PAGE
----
COLUMBIA — Mizzou Advantage, a program meant to make MU more competitive in higher education, will get a boost this month when its first visiting professional arrives.
Glen Nowak, senior adviser to the director of the National Center for Immunization and Respiratory Diseases at the Centers for Disease Control and Prevention, accepted a part-time, one-year appointment as the inaugural Mizzou Advantage Distinguished Professional.
His appointment began Jan. 1, and his first stint on campus will be Feb. 27-March 2.
At the CDC, Nowak leads efforts in science communication, health communication, risk communication, news media, social marketing and public engagement. He has worked on risk management strategies for areas including vaccine safety and food-borne illness risks.
Before working as senior adviser, Nowak was chief of media relations at the CDC and an associate professor of advertising and public relations at the University of Georgia. There, he shared an office with Glen Cameron, who holds the Maxine Wilson Gregory Chair in Journalism Research at MU.
"He's on a first-name basis with health and science journalists all over the country," Cameron said of Nowak. "It's amazing to see the top journalists in the contact list on his cellphone."
As a visiting professional, Nowak will work on communication strategies regarding science, health, environmental issues and risk management. He will work with campus groups on crisis and risk communications to use in an emergency. In addition, he will give lectures and hold workshops on these topics.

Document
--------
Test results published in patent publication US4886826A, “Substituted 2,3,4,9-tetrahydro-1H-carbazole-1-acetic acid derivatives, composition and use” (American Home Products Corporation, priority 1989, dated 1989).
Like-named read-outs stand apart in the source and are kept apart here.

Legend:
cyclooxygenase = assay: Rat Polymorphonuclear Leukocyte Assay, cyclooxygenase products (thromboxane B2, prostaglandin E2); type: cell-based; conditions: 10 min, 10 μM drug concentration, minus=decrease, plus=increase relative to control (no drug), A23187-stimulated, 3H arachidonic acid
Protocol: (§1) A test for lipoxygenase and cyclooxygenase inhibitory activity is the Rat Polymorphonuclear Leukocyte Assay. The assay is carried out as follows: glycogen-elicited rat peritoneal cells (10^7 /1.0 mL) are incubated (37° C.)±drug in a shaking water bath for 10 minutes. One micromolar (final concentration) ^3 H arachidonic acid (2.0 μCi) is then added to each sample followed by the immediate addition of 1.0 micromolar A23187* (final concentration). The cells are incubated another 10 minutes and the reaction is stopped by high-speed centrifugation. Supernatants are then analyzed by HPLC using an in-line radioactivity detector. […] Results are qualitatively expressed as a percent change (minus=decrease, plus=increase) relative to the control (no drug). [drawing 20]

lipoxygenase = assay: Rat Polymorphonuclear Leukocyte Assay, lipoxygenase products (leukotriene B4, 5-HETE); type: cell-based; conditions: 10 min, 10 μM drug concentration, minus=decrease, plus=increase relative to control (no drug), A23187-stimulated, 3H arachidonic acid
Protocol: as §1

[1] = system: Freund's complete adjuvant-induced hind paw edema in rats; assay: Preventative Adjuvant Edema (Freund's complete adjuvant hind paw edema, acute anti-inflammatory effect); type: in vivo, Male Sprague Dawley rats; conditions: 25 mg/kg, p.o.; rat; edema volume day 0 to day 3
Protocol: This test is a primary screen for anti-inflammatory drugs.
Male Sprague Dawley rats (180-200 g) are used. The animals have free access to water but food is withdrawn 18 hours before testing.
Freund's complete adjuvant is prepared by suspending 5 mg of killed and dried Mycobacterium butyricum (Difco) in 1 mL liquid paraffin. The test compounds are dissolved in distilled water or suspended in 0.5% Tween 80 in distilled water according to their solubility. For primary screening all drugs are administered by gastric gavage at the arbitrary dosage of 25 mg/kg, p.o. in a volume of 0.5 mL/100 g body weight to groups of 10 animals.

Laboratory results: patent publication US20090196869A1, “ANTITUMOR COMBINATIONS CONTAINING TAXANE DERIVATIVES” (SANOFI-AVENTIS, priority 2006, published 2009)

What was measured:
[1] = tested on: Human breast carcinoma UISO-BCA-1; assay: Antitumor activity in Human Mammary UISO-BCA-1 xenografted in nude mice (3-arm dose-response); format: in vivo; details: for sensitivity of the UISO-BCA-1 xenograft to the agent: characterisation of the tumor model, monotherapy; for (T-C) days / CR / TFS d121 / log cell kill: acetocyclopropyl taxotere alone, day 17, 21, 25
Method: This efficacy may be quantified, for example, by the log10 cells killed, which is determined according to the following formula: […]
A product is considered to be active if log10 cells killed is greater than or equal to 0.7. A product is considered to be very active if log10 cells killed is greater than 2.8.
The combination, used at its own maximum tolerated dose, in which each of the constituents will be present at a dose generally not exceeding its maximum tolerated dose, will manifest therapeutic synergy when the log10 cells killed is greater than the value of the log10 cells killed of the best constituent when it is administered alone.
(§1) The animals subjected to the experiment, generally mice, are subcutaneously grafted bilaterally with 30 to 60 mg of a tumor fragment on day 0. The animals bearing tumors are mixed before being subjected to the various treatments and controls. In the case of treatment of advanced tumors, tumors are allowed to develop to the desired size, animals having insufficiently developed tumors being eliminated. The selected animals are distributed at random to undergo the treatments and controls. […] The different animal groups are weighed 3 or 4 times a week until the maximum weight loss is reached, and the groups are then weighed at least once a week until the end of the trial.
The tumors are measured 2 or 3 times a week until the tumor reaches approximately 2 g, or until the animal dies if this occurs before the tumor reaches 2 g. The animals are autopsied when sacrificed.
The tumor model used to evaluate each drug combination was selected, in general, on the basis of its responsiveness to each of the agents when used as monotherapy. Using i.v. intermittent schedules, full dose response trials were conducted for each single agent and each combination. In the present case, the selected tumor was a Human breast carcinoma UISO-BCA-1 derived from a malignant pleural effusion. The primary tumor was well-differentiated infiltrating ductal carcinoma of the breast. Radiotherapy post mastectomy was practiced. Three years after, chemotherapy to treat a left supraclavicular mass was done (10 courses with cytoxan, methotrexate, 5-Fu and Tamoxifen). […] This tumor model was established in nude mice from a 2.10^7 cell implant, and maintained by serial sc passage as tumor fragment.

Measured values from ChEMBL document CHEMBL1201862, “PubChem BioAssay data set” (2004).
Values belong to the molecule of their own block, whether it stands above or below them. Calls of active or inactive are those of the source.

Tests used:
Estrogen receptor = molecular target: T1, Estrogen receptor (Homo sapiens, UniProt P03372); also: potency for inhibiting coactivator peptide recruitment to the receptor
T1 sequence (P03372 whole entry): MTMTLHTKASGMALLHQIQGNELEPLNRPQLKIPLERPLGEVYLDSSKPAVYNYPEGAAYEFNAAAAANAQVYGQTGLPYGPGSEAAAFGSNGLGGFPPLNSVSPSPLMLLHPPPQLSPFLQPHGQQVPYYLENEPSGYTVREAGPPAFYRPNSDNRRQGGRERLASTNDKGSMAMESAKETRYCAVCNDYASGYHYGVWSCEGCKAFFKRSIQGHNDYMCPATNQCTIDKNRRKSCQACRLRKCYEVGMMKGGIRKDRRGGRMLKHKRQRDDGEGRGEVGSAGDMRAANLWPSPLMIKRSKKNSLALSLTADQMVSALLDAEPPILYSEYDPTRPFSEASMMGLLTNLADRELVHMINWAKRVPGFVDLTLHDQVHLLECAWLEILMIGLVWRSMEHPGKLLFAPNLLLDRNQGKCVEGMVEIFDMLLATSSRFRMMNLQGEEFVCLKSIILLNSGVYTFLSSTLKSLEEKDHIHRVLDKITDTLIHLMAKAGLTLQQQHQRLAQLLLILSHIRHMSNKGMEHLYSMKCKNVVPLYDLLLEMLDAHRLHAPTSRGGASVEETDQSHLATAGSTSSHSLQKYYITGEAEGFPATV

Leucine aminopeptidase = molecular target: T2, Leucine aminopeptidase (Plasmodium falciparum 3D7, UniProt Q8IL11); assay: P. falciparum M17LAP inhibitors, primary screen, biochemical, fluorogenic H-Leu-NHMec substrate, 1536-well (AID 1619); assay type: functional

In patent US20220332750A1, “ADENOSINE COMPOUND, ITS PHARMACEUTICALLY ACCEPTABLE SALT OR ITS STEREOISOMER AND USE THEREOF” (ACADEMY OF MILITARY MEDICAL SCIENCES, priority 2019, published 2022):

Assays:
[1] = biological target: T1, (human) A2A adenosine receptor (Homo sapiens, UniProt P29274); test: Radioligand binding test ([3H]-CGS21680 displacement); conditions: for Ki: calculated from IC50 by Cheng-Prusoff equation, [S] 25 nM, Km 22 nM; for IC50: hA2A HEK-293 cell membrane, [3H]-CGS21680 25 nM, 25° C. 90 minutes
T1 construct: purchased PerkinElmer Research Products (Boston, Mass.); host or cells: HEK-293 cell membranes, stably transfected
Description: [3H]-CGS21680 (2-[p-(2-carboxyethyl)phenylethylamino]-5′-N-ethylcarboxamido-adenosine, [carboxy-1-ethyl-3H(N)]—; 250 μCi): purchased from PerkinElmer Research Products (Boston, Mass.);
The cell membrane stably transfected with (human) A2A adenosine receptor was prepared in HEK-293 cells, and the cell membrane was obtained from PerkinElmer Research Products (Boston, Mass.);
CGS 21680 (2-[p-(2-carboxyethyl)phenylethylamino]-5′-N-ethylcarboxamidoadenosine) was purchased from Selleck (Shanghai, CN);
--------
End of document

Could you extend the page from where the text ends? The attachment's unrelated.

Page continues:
Nowak will work on one of four Mizzou Advantage initiatives: "Media of the Future," which draws on the School of Journalism's leadership in media research and hands-on training and creates new ways to communicate.
"I'll have a chance to learn from some of the best faculty and students in the country," he said.
Once on campus, Nowak will map out a plan for his year with Mizzou Advantage.
"Visibility and impact on funded research are the two things he can really bring," Cameron said.
Mizzou Advantage, a long-term strategic plan to raise the stature and impact of MU, is the brainchild of Provost Brian Foster, said Meg Phillips, director of Mizzou Advantage. She said that starting in 2007, faculty, staff, students and alumni worked to identify some of MU's areas of strength over the course of three years.
The program rolled out in 2010 with five initiatives to capitalize on those strengths.
In addition to Media of the Future, the initiatives are: "Sustainable Energy"; "Food for the Future"; and the convergence of human and animal health, called "One Health, One Medicine."
An announcement from the the provost on Thursday said the fifth initiative, "Managing Innovation," is common to the other initiatives and, rather than standing on its own, will now be emphasized in the context of the other topics.
Nowak said one reason he is looking forward to his work on Mizzou Advantage is its focus on faculty, researchers and students working together across disciplines.
"Projects work better when people from different areas of expertise work together to achieve a common goal," he said. "The project is stronger as a result."
As the first visiting professional, Nowak is helping to achieve one of Mizzou Advantage's goals of utilizing professionals from a variety of backgrounds to create an interdisciplinary learning environment.
"Nowak is a huge figure in public health," said Charles Davis, facilitator for the Media of the Future initiative of Mizzou Advantage.
"I can’t imagine how much stuff is going to spin out of it," Davis said. "We couldn’t bring in a better professional to help us achieve the Mizzou Advantage goals."